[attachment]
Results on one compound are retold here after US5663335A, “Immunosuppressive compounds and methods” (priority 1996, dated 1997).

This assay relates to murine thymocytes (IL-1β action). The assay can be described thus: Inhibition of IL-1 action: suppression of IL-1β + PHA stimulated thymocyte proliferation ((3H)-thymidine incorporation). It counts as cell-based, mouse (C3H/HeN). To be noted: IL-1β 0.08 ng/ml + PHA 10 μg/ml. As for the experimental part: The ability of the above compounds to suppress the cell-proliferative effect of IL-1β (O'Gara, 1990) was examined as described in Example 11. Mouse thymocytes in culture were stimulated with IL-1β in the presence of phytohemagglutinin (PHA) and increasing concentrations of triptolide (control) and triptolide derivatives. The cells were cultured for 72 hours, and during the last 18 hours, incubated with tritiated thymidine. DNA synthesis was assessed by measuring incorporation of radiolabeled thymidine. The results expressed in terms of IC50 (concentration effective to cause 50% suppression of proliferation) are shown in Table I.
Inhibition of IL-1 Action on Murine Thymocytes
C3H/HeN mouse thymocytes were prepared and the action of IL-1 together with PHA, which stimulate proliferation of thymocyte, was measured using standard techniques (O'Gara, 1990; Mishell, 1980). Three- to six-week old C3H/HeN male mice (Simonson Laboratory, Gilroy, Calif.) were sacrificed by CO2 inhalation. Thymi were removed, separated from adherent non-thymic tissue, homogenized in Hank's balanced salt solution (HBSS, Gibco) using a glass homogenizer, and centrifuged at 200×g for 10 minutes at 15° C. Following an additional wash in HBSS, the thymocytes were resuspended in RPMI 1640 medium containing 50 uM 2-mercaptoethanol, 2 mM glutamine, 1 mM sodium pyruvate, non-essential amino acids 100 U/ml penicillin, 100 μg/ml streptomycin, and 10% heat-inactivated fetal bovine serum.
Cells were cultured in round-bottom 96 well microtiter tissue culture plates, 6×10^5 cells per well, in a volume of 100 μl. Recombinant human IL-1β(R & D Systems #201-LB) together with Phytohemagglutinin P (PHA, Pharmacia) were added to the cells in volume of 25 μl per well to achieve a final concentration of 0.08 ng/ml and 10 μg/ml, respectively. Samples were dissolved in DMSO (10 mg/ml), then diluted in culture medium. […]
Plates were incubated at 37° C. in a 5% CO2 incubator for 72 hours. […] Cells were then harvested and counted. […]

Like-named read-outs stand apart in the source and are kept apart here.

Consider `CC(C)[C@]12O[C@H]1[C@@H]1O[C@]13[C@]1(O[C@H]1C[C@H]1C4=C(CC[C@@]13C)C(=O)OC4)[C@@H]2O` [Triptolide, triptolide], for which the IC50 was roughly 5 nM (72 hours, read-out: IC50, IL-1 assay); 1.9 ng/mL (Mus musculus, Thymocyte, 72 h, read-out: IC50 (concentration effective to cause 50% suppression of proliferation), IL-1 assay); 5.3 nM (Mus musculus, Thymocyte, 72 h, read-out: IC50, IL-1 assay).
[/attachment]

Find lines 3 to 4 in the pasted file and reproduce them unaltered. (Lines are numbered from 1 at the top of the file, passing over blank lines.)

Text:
Inhibition of IL-1 Action on Murine Thymocytes
C3H/HeN mouse thymocytes were prepared and the action of IL-1 together with PHA, which stimulate proliferation of thymocyte, was measured using standard techniques (O'Gara, 1990; Mishell, 1980). Three- to six-week old C3H/HeN male mice (Simonson Laboratory, Gilroy, Calif.) were sacrificed by CO2 inhalation. Thymi were removed, separated from adherent non-thymic tissue, homogenized in Hank's balanced salt solution (HBSS, Gibco) using a glass homogenizer, and centrifuged at 200×g for 10 minutes at 15° C. Following an additional wash in HBSS, the thymocytes were resuspended in RPMI 1640 medium containing 50 uM 2-mercaptoethanol, 2 mM glutamine, 1 mM sodium pyruvate, non-essential amino acids 100 U/ml penicillin, 100 μg/ml streptomycin, and 10% heat-inactivated fetal bovine serum.